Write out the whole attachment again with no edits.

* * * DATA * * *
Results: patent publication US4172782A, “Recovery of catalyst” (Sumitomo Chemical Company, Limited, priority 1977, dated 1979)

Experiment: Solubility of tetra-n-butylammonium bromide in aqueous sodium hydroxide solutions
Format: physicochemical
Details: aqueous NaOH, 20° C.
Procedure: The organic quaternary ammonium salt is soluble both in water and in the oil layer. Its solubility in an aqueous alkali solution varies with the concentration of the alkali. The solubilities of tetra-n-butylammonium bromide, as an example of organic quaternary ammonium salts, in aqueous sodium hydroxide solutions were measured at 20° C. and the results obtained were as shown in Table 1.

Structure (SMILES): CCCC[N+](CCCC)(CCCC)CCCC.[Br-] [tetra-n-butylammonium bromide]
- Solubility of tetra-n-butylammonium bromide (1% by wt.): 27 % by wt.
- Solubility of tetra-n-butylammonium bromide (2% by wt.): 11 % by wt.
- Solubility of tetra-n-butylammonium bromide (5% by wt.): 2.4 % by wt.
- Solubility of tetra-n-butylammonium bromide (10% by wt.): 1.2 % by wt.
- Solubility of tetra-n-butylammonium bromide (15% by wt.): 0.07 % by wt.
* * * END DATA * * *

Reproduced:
Results: patent publication US4172782A, “Recovery of catalyst” (Sumitomo Chemical Company, Limited, priority 1977, dated 1979)

Experiment: Solubility of tetra-n-butylammonium bromide in aqueous sodium hydroxide solutions
Format: physicochemical
Details: aqueous NaOH, 20° C.
Procedure: The organic quaternary ammonium salt is soluble both in water and in the oil layer. Its solubility in an aqueous alkali solution varies with the concentration of the alkali. The solubilities of tetra-n-butylammonium bromide, as an example of organic quaternary ammonium salts, in aqueous sodium hydroxide solutions were measured at 20° C. and the results obtained were as shown in Table 1.

Structure (SMILES): CCCC[N+](CCCC)(CCCC)CCCC.[Br-] [tetra-n-butylammonium bromide]
- Solubility of tetra-n-butylammonium bromide (1% by wt.): 27 % by wt.
- Solubility of tetra-n-butylammonium bromide (2% by wt.): 11 % by wt.
- Solubility of tetra-n-butylammonium bromide (5% by wt.): 2.4 % by wt.
- Solubility of tetra-n-butylammonium bromide (10% by wt.): 1.2 % by wt.
- Solubility of tetra-n-butylammonium bromide (15% by wt.): 0.07 % by wt.